The idea behind interest only mortgages is that a sum of money is lent to a person to enable them to buy a property, they pay interest on the amount for a fixed term, and then repay the entirety of the initial borrowing amount at the end of that term. At its inception, this product was meant for those who had a suitable repayment vehicle in place, so that when the loan matured they were able to repay it.
At its height in 2007, around a third of mortgages were lent on an interest-only plan, and the Financial Services Authority (FSA)estimates that around 40% of outstanding mortgages are interest only, with about 75% of these borrowers not having a suitable plan in place ready for the repayment.
Many banks, including RBS, Nationwide, and the Co-operative Financial Services have already pulled out of offering this product – and before the last mortgage market review, there were a lot of rumours that the FSA would ban them. This did not happen, although tighter restrictions were placed on who it could be offered to, to the effect that only those who had a suitable, clear repayment plan would be eligible, and their repayment strategy would need to be reviewed at least once during the borrowing term.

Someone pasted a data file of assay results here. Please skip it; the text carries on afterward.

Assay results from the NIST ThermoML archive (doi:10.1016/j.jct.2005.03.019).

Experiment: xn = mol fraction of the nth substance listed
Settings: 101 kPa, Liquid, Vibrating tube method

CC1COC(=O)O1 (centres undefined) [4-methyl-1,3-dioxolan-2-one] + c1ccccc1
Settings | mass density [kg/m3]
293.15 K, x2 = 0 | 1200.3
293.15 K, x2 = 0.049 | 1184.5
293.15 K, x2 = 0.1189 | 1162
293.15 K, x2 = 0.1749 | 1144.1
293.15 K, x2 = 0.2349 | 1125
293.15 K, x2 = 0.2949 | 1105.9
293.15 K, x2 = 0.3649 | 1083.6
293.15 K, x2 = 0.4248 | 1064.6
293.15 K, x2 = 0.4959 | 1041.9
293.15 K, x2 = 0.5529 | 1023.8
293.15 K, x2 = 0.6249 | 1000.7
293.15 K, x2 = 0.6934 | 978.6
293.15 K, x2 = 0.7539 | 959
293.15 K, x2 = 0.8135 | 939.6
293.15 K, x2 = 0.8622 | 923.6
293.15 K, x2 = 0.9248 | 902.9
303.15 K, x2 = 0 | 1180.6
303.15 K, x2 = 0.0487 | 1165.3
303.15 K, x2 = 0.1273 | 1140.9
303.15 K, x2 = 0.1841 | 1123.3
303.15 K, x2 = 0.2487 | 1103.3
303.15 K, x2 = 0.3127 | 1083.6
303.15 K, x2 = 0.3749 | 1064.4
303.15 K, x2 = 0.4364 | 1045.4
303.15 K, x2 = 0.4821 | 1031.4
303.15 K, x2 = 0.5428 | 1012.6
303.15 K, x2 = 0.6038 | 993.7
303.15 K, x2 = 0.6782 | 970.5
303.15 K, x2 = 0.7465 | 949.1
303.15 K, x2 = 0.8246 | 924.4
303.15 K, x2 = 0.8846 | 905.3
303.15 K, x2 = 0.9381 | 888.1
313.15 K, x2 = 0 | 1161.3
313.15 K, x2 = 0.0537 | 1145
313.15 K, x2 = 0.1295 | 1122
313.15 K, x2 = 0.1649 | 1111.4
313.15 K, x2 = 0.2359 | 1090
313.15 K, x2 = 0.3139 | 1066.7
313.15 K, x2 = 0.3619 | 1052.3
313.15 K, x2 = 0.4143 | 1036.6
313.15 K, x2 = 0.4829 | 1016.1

But should this product be offered at all? The motivation for people to borrow on this scheme is that their monthly repayments are much lower than if they were to take out a traditional repayment mortgage, however, a repayment vehicle must be in place. A stocks and shares ISA is one recommended way of ensuring this, however, there is no guarantee that the capital growth on the ISA will match the mortgage level that needs to be repaid.
At its peak in 2007, the majority of borrowers taking out an interest only mortgage had no repayment plan in place, and were instead hoping that house prices would continue rising so when they came to repay, they would be able to sell their home and have some money left over for an onward purchase.
Unfortunately, with property transactions at half their pre-global financial crisis levels and so much uncertainty over where house prices are going next, this is no longer a viable option and has left many homeowners facing dire trouble in the future, with the end of their mortgage term approaching and no clear way to repay the outstanding debt on their property.